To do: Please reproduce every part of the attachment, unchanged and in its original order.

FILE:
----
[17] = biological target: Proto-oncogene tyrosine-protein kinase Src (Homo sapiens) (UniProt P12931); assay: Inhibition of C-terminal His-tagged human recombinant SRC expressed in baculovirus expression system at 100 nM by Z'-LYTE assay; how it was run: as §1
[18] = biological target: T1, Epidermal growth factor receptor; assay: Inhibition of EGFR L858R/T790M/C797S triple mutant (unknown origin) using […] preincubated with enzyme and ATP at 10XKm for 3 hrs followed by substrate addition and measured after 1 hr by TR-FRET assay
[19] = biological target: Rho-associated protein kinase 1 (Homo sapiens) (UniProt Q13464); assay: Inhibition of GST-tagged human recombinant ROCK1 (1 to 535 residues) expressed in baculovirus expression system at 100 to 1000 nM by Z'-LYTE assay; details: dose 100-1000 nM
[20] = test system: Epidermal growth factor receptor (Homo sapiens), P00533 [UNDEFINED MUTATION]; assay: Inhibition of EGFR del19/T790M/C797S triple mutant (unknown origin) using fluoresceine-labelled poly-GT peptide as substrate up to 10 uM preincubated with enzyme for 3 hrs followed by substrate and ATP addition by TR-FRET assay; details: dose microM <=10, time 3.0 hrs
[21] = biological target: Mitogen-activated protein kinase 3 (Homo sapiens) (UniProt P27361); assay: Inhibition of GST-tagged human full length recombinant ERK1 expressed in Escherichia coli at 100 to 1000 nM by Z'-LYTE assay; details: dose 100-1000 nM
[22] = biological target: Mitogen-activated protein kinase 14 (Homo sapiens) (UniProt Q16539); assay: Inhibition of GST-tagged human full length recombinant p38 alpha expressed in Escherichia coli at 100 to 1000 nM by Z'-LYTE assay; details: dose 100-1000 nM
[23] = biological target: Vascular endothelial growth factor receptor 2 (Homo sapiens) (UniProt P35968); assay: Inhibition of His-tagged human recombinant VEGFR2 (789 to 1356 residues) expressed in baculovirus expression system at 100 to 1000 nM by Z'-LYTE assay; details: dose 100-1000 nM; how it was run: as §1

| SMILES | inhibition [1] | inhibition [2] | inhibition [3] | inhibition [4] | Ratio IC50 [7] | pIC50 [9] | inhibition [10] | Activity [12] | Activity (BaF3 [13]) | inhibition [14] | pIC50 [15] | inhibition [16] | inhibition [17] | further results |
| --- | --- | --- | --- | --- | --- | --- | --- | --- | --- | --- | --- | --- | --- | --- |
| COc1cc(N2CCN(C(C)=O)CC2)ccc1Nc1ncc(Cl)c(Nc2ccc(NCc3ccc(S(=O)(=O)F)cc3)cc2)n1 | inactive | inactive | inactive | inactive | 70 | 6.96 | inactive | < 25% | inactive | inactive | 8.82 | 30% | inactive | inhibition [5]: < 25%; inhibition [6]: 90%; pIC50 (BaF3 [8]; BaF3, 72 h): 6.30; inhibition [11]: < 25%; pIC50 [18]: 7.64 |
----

[17] = biological target: Proto-oncogene tyrosine-protein kinase Src (Homo sapiens) (UniProt P12931); assay: Inhibition of C-terminal His-tagged human recombinant SRC expressed in baculovirus expression system at 100 nM by Z'-LYTE assay; how it was run: as §1
[18] = biological target: T1, Epidermal growth factor receptor; assay: Inhibition of EGFR L858R/T790M/C797S triple mutant (unknown origin) using […] preincubated with enzyme and ATP at 10XKm for 3 hrs followed by substrate addition and measured after 1 hr by TR-FRET assay
[19] = biological target: Rho-associated protein kinase 1 (Homo sapiens) (UniProt Q13464); assay: Inhibition of GST-tagged human recombinant ROCK1 (1 to 535 residues) expressed in baculovirus expression system at 100 to 1000 nM by Z'-LYTE assay; details: dose 100-1000 nM
[20] = test system: Epidermal growth factor receptor (Homo sapiens), P00533 [UNDEFINED MUTATION]; assay: Inhibition of EGFR del19/T790M/C797S triple mutant (unknown origin) using fluoresceine-labelled poly-GT peptide as substrate up to 10 uM preincubated with enzyme for 3 hrs followed by substrate and ATP addition by TR-FRET assay; details: dose microM <=10, time 3.0 hrs
[21] = biological target: Mitogen-activated protein kinase 3 (Homo sapiens) (UniProt P27361); assay: Inhibition of GST-tagged human full length recombinant ERK1 expressed in Escherichia coli at 100 to 1000 nM by Z'-LYTE assay; details: dose 100-1000 nM
[22] = biological target: Mitogen-activated protein kinase 14 (Homo sapiens) (UniProt Q16539); assay: Inhibition of GST-tagged human full length recombinant p38 alpha expressed in Escherichia coli at 100 to 1000 nM by Z'-LYTE assay; details: dose 100-1000 nM
[23] = biological target: Vascular endothelial growth factor receptor 2 (Homo sapiens) (UniProt P35968); assay: Inhibition of His-tagged human recombinant VEGFR2 (789 to 1356 residues) expressed in baculovirus expression system at 100 to 1000 nM by Z'-LYTE assay; details: dose 100-1000 nM; how it was run: as §1

| SMILES | inhibition [1] | inhibition [2] | inhibition [3] | inhibition [4] | Ratio IC50 [7] | pIC50 [9] | inhibition [10] | Activity [12] | Activity (BaF3 [13]) | inhibition [14] | pIC50 [15] | inhibition [16] | inhibition [17] | further results |
| --- | --- | --- | --- | --- | --- | --- | --- | --- | --- | --- | --- | --- | --- | --- |
| COc1cc(N2CCN(C(C)=O)CC2)ccc1Nc1ncc(Cl)c(Nc2ccc(NCc3ccc(S(=O)(=O)F)cc3)cc2)n1 | inactive | inactive | inactive | inactive | 70 | 6.96 | inactive | < 25% | inactive | inactive | 8.82 | 30% | inactive | inhibition [5]: < 25%; inhibition [6]: 90%; pIC50 (BaF3 [8]; BaF3, 72 h): 6.30; inhibition [11]: < 25%; pIC50 [18]: 7.64 |